Well, Premier Wynne, join the party. Behind every other fucking politician who cavalierly promises to tackle the pressing issue of transit in the region but deftly avoids the conversation about how exactly to pay for it. This is the line for the magic beans, right?

This is political brinksmanship at its most loathsome. Mutual assured do-nothingness. Both opposition parties at Queen’s Park have dug into their trenches and refused to so much as engage, really only popping their heads up to take the odd pot shot at the government.

brinksmanshipThe Tories have moved beyond the realm of reprehensible, promising the most expensive option of transit, the subway, with the least likely way to pay for it, finding efficiencies. They might as well just admit that they couldn’t give a flying fuck about public transit. The only reason they really addressed the issue was in order to look busy writing up white papers.

And the NDP? My political home? They’ve carved out some fucking bullshit form of populism that is trying to convince us that this can all be done through corporate taxes and a higher income tax on some miles wide interpretation of the middle class. It’s the flip side of the Conservative’s we can do all this and you won’t feel it a bit mantra.

This seems to be the avenue the government has left open to themselves. They haven’t ruled out more in corporate taxes or from high income earners. Don’t worry, people. Other people will pay for all this.whopaysforlunch

Now look, I have absolutely no problem with a renewed interest in harkening back to the olden days of using a truly progressive form of taxation via income to start addressing our social needs. It’s decades overdue. But why would I believe our politicians are prepared to have that discussion when merely saying the word ‘tax’ makes them blanch and wet themselves?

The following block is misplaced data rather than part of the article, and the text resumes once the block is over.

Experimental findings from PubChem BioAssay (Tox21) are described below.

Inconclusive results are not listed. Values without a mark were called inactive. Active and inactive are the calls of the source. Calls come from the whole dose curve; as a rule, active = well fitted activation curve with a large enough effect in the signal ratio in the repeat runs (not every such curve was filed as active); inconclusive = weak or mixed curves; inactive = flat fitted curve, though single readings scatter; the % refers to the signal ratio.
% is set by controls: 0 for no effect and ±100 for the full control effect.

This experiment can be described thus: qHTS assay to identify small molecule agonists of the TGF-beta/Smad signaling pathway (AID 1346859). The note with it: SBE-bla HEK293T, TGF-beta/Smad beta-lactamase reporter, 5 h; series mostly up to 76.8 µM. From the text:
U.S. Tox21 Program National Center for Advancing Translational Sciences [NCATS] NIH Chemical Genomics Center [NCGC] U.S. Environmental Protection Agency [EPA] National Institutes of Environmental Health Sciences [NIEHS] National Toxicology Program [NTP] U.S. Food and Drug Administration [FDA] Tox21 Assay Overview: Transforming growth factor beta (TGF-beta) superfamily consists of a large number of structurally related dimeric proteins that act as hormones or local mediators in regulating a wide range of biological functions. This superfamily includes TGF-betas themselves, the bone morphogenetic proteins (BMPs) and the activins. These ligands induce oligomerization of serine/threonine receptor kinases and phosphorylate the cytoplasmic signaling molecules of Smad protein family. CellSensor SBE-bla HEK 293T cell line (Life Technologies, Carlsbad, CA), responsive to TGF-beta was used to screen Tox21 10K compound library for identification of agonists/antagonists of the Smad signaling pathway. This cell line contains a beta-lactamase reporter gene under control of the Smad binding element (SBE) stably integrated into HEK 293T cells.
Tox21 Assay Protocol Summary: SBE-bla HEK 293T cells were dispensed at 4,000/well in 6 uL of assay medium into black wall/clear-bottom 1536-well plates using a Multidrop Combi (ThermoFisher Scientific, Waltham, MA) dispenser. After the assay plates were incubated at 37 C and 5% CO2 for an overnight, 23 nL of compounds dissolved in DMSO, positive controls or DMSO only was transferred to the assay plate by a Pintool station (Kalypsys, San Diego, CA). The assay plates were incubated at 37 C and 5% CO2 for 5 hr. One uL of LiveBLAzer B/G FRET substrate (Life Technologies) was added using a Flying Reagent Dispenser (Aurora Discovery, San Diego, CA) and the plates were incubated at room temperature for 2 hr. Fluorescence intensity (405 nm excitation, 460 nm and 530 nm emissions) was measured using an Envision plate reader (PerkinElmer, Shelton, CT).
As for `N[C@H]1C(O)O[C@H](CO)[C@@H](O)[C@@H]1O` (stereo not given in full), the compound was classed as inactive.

When one of these parties actually steps forward and stops referring to the middle-class as everybody who makes less than $500k/year, maybe I’ll start to think they’re serious. It’s been a long time since many of us, corporations, individuals, families, have being what we should be paying. It’s why we’re in the transit-infrastructure mess we find ourselves. We all believe somebody else should be paying for it.

But this is a game of who’s going to blink first. Nobody’s willing to take the lead on this for fear of everybody else screeching and pointing their fingers at them. hediditLook! Tax-and-spenders!! Burn them!!!

The situation is so abysmally preposterous that also yesterday, the big name left wing, NDP flavoured candidate for mayor, Olivia Chow, would only commit to property tax increases at the rate of inflation. That’s great, Olivia. That’ll maintain services at the current level. What about all the other stuff you’re going to pledge to do?

When Chow didn’t enthusiastically jump on board the DRL express, the subway build everyone has acknowledged is a priority to relieve pressure from the current lines, citing cost concerns, she was immediately jumped all over by some of the other candidates, led by the John Tory team. Hey, tax-and-spender! Why aren’t you promising to tax-and-spend some?

Now, follow me on this.

On its staff, the John Tory campaign has one Nick Kouvalis. You may remember Mr. Kouvalis from other mayoral campaigns like 2010’s Rob Ford. If you recall, there’s was much talk then of stopping a gravy train and the city government having a spending problem not a revenue problem.

Even this iteration, Kouvalis 2.0, Tory has pledged to keep taxes low. Yet building an expensive subway is priority #1. How? Not to worry. Somebody else will pay for it. You won’t feel a thing.whome1

“The only way you’re going to break this vicious cycle of waiting for public opinion that won’t come,” the Toronto Region Board of Trade’s Carol Wilding told Matt Galloway today on Metro Morning, “is to insert leadership.”

Setting aside for the time being the TRBoT’s own contribution to anti-tax fever back in 2010, Ms. Wilding isn’t off the mark. We’ve stopped demanding leadership from our politicians, letting them off the hook, content only to hear them tell us what we want to hear. Yes, things aren’t perfect. Yes, there are ways we can start fixing them. No, you don’t have to do a thing about, though. Carry on. Somebody else will sort it out.

The phrase for that is probably left as is, only slightly modified.

We get the politicians we deserve.

spitting nailsly submitted by Cityslikr


On Your Left

January 17, 2014

I hesitatingly venture here into provincial territory as it’s not really my thing. dipmytoeinWhich is odd because, regardless of what goes on at City Hall, what degree of self-import we attach to the place, it don’t amount to a hill of beans in the face of the ultimate power wielded by Queen’s Park. The municipal will of the people always bends to that of the provincial government. End stop.